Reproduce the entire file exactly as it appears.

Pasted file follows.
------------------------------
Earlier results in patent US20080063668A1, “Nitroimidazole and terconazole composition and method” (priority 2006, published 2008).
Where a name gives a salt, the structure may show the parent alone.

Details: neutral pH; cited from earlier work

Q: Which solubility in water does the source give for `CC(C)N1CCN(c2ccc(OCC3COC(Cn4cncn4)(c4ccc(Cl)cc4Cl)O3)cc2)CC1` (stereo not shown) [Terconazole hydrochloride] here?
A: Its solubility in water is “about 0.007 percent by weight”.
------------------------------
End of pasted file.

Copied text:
Earlier results in patent US20080063668A1, “Nitroimidazole and terconazole composition and method” (priority 2006, published 2008).
Where a name gives a salt, the structure may show the parent alone.

Details: neutral pH; cited from earlier work

Q: Which solubility in water does the source give for `CC(C)N1CCN(c2ccc(OCC3COC(Cn4cncn4)(c4ccc(Cl)cc4Cl)O3)cc2)CC1` (stereo not shown) [Terconazole hydrochloride] here?
A: Its solubility in water is “about 0.007 percent by weight”.